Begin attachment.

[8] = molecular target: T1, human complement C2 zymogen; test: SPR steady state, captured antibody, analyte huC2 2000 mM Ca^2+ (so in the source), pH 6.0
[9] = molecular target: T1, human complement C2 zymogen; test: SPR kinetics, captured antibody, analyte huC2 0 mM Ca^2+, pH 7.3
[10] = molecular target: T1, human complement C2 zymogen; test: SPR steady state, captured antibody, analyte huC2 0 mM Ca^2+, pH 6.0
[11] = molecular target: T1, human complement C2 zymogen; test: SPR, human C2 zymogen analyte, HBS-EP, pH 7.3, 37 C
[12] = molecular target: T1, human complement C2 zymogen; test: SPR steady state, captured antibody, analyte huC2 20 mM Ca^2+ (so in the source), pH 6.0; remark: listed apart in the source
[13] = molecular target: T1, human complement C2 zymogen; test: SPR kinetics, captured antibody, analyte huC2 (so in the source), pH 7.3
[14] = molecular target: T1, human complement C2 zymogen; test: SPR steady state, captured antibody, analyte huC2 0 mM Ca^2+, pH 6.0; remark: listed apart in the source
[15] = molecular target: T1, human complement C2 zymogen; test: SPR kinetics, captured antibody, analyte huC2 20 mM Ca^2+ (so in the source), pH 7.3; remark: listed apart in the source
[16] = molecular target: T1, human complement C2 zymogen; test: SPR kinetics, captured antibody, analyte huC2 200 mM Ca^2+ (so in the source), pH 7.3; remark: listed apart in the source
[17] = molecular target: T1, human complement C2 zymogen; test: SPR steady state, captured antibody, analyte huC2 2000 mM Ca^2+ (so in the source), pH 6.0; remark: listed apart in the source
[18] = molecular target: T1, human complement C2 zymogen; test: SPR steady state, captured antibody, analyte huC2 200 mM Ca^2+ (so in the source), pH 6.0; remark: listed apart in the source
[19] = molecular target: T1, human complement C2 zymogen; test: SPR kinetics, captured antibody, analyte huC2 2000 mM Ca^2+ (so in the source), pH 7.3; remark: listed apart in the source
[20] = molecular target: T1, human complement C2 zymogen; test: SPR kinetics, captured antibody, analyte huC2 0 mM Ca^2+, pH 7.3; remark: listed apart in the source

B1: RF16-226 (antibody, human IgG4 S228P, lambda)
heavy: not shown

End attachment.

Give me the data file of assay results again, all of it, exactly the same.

[8] = molecular target: T1, human complement C2 zymogen; test: SPR steady state, captured antibody, analyte huC2 2000 mM Ca^2+ (so in the source), pH 6.0
[9] = molecular target: T1, human complement C2 zymogen; test: SPR kinetics, captured antibody, analyte huC2 0 mM Ca^2+, pH 7.3
[10] = molecular target: T1, human complement C2 zymogen; test: SPR steady state, captured antibody, analyte huC2 0 mM Ca^2+, pH 6.0
[11] = molecular target: T1, human complement C2 zymogen; test: SPR, human C2 zymogen analyte, HBS-EP, pH 7.3, 37 C
[12] = molecular target: T1, human complement C2 zymogen; test: SPR steady state, captured antibody, analyte huC2 20 mM Ca^2+ (so in the source), pH 6.0; remark: listed apart in the source
[13] = molecular target: T1, human complement C2 zymogen; test: SPR kinetics, captured antibody, analyte huC2 (so in the source), pH 7.3
[14] = molecular target: T1, human complement C2 zymogen; test: SPR steady state, captured antibody, analyte huC2 0 mM Ca^2+, pH 6.0; remark: listed apart in the source
[15] = molecular target: T1, human complement C2 zymogen; test: SPR kinetics, captured antibody, analyte huC2 20 mM Ca^2+ (so in the source), pH 7.3; remark: listed apart in the source
[16] = molecular target: T1, human complement C2 zymogen; test: SPR kinetics, captured antibody, analyte huC2 200 mM Ca^2+ (so in the source), pH 7.3; remark: listed apart in the source
[17] = molecular target: T1, human complement C2 zymogen; test: SPR steady state, captured antibody, analyte huC2 2000 mM Ca^2+ (so in the source), pH 6.0; remark: listed apart in the source
[18] = molecular target: T1, human complement C2 zymogen; test: SPR steady state, captured antibody, analyte huC2 200 mM Ca^2+ (so in the source), pH 6.0; remark: listed apart in the source
[19] = molecular target: T1, human complement C2 zymogen; test: SPR kinetics, captured antibody, analyte huC2 2000 mM Ca^2+ (so in the source), pH 7.3; remark: listed apart in the source
[20] = molecular target: T1, human complement C2 zymogen; test: SPR kinetics, captured antibody, analyte huC2 0 mM Ca^2+, pH 7.3; remark: listed apart in the source

B1: RF16-226 (antibody, human IgG4 S228P, lambda)
heavy: not shown